Search crews called out on two trail rescues

Crag Rat Rescue volunteers and deputies with Hood River County Sheriff’s Office mobilized early Tuesday afternoon to do a search for an injured hiker on the Benson plateau area, about 8-10 miles south of the Eagle Creek fish hatchery.

A second call for a trail rescue came at the same time, on nearby Eagle Creek Trail, for a man experiencing a seizure. Sheriff Matt English and other responders went to the trailhead but did not have to make the hike, as other trail users came to the victim’s aid. They helped the man walk out, and he drove home.

The rescues join a string of recent search and rescue efforts in the Benson plateau and Eagle Creek/Ruckel Ridge areas on or near the Multnomah County border south of Cascade Locks, according to English. He expects more as the summer season kicks in, especially in those areas within easy reach of the Portland area.

English reports that the rescuers in the Benson plateau incident geared up for a long, steep hike to an unknown point halfway between the Columbia and Lost Lake, which are 17 miles apart. Gage Donegan, believed to live in Portland, called to report he had a leg injury and needed help, according to English. Donegan had started out two days ago from the Pacific Coast Trailhead in Cascade Locks.

At 1 p.m. Tuesday rescuers had not pinpointed Donegan’s location; a Sheriff’s Department airplane was aloft and rescuers were in ground communication with the victim, “but the weather not real conducive” to sighting him from the air, English said.

“This one is not going to be quick,” he said Tuesday. “There is a ton of elevation, and he’s miles up there,” English said.

Crag Rats reached Donegan at 5:30 p.m., and he was able to start down the trail on his feet. They reached the trailhead at about 9:30 p.m.

“He was able to walk out, and when he got down he refused medical treatment,” English said.

But to English it was a bittersweet resolution to a situation in which paid staff and volunteers devoted a full working day to helping someone who hiked out under his own power.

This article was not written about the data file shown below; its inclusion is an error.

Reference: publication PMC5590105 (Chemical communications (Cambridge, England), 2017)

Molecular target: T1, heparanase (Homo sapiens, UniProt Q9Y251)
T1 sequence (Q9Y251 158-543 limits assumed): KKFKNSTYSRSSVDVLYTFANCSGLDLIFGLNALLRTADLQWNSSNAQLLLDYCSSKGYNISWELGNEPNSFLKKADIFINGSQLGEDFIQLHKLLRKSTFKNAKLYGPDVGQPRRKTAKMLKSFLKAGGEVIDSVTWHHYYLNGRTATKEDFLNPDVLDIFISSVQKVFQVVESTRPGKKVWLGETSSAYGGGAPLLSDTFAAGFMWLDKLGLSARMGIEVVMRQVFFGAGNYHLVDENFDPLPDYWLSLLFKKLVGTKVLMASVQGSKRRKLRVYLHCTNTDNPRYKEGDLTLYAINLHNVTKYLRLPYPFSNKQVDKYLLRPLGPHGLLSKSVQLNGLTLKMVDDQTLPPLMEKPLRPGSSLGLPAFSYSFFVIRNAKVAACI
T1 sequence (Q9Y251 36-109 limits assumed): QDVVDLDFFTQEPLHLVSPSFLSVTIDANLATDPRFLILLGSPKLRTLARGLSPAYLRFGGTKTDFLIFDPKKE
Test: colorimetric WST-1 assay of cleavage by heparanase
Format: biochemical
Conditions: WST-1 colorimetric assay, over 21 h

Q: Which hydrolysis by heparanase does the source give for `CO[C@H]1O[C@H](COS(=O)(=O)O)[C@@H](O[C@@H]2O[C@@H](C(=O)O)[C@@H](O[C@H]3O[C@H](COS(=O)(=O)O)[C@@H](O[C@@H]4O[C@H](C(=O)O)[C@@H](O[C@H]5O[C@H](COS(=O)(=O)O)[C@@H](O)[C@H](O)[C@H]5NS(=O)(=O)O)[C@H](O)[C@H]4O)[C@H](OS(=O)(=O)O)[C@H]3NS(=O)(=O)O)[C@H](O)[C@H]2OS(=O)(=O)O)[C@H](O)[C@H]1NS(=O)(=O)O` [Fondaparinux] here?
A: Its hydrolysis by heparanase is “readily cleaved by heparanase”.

“We’re putting resources out, and they’re not free, and on top of it, they’re volunteers who are putting themselves at risk to help these people,” he said. “We’re conscious of the situation we’re putting them in and when you get up there and it is not as emergent as reported, it is a bit frustrating.”

One positive was that Donegan reportedly had “plenty of food and water, and can stay another night, he’s just unable to move very well,” English had said Tuesday.

However, many stranded or injured hikers are unprepared for the trails attempt, and for the potential for complications and danger.

An increasingly common problem is people starting out too late in the day.

“Two of the big factors are they are not prepared for the terrain or amount of time, or starting too late; heading out at 4 p.m., not having a flashlight, you can’t do five miles and expect not to have any problems,” English said.

“We are seeing a lot of activity on those Gorge trails and are getting the normal call load, and we’re preparing for another busy season,” he said. “Things had started to develop in February and March, especially in the Ruckel Creek area, and this year because of heavy snow load we are seeing snow at low elevations, later in the spring.

“People are going out, starting too late and not being prepared,” English said. “They lose the trail or get tired and cold, and it just complicates the hike. There’s no mal-intent, but many are not prepared.”

He said not all trail information resources are reliable, with information that is dated or not compiled by people who have actually hiked the trails.

Or, he said, some self-reporting on hikes are “down-playing the difficulty of some real treacherous trails.”

“We urge people who are going to go out and hike to get information from trails from credible sources and update themselves regularly,” English said. The best source, he said, is the frequently-updated United States Forest Service website.

“They keep track of conditions, and because of some pretty heavy damage over the winter they have limited capacity to clear trees and do other maintenance, but if you want to know the conditions, check their site, because they’re working hard at it.”

In July, the USFS and Sheriff’s Office will take turns staffing trailheads to help inform trail users about trail conditions and provide information about preparedness.

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